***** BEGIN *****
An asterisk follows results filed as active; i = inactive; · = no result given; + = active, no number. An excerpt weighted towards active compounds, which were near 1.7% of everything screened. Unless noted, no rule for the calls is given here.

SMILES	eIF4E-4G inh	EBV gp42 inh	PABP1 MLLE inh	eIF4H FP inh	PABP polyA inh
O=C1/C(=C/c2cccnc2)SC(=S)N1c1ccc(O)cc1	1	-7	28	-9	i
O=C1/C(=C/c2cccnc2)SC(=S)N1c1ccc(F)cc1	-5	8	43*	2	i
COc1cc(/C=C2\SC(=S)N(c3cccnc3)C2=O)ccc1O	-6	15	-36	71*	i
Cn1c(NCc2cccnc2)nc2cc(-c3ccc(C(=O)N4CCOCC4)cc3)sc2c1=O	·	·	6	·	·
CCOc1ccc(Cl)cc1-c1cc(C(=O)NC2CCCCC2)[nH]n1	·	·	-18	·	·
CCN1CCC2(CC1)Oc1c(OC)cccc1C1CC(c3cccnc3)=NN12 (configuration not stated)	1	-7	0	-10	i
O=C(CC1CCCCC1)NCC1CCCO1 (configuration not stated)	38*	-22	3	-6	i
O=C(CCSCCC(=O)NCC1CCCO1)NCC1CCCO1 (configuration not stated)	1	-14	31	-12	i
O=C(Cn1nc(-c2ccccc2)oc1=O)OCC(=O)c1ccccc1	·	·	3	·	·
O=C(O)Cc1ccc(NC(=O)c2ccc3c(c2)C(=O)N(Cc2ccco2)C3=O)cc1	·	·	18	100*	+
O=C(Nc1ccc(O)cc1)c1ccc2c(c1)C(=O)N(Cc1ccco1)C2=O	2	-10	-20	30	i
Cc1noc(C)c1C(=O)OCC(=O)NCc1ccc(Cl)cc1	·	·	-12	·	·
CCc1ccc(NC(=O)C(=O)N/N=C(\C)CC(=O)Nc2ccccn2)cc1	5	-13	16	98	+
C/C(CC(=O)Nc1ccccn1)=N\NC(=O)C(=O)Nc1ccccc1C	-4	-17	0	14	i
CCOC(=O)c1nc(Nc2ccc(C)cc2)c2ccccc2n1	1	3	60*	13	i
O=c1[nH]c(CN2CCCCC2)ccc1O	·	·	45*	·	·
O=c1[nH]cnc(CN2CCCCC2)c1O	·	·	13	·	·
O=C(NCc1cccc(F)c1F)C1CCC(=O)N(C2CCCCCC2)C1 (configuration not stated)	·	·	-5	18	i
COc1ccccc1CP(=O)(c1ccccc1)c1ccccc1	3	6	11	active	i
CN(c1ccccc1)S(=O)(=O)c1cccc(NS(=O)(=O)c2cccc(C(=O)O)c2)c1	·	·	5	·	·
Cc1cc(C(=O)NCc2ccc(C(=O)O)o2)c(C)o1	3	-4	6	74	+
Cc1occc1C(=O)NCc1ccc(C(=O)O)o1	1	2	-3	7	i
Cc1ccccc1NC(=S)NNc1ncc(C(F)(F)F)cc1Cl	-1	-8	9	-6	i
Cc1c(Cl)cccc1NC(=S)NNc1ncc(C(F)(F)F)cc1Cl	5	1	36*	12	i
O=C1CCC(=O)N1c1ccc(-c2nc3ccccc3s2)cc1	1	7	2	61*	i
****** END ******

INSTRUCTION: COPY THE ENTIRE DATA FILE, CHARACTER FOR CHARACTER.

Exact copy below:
An asterisk follows results filed as active; i = inactive; · = no result given; + = active, no number. An excerpt weighted towards active compounds, which were near 1.7% of everything screened. Unless noted, no rule for the calls is given here.

SMILES	eIF4E-4G inh	EBV gp42 inh	PABP1 MLLE inh	eIF4H FP inh	PABP polyA inh
O=C1/C(=C/c2cccnc2)SC(=S)N1c1ccc(O)cc1	1	-7	28	-9	i
O=C1/C(=C/c2cccnc2)SC(=S)N1c1ccc(F)cc1	-5	8	43*	2	i
COc1cc(/C=C2\SC(=S)N(c3cccnc3)C2=O)ccc1O	-6	15	-36	71*	i
Cn1c(NCc2cccnc2)nc2cc(-c3ccc(C(=O)N4CCOCC4)cc3)sc2c1=O	·	·	6	·	·
CCOc1ccc(Cl)cc1-c1cc(C(=O)NC2CCCCC2)[nH]n1	·	·	-18	·	·
CCN1CCC2(CC1)Oc1c(OC)cccc1C1CC(c3cccnc3)=NN12 (configuration not stated)	1	-7	0	-10	i
O=C(CC1CCCCC1)NCC1CCCO1 (configuration not stated)	38*	-22	3	-6	i
O=C(CCSCCC(=O)NCC1CCCO1)NCC1CCCO1 (configuration not stated)	1	-14	31	-12	i
O=C(Cn1nc(-c2ccccc2)oc1=O)OCC(=O)c1ccccc1	·	·	3	·	·
O=C(O)Cc1ccc(NC(=O)c2ccc3c(c2)C(=O)N(Cc2ccco2)C3=O)cc1	·	·	18	100*	+
O=C(Nc1ccc(O)cc1)c1ccc2c(c1)C(=O)N(Cc1ccco1)C2=O	2	-10	-20	30	i
Cc1noc(C)c1C(=O)OCC(=O)NCc1ccc(Cl)cc1	·	·	-12	·	·
CCc1ccc(NC(=O)C(=O)N/N=C(\C)CC(=O)Nc2ccccn2)cc1	5	-13	16	98	+
C/C(CC(=O)Nc1ccccn1)=N\NC(=O)C(=O)Nc1ccccc1C	-4	-17	0	14	i
CCOC(=O)c1nc(Nc2ccc(C)cc2)c2ccccc2n1	1	3	60*	13	i
O=c1[nH]c(CN2CCCCC2)ccc1O	·	·	45*	·	·
O=c1[nH]cnc(CN2CCCCC2)c1O	·	·	13	·	·
O=C(NCc1cccc(F)c1F)C1CCC(=O)N(C2CCCCCC2)C1 (configuration not stated)	·	·	-5	18	i
COc1ccccc1CP(=O)(c1ccccc1)c1ccccc1	3	6	11	active	i
CN(c1ccccc1)S(=O)(=O)c1cccc(NS(=O)(=O)c2cccc(C(=O)O)c2)c1	·	·	5	·	·
Cc1cc(C(=O)NCc2ccc(C(=O)O)o2)c(C)o1	3	-4	6	74	+
Cc1occc1C(=O)NCc1ccc(C(=O)O)o1	1	2	-3	7	i
Cc1ccccc1NC(=S)NNc1ncc(C(F)(F)F)cc1Cl	-1	-8	9	-6	i
Cc1c(Cl)cccc1NC(=S)NNc1ncc(C(F)(F)F)cc1Cl	5	1	36*	12	i
O=C1CCC(=O)N1c1ccc(-c2nc3ccccc3s2)cc1	1	7	2	61*	i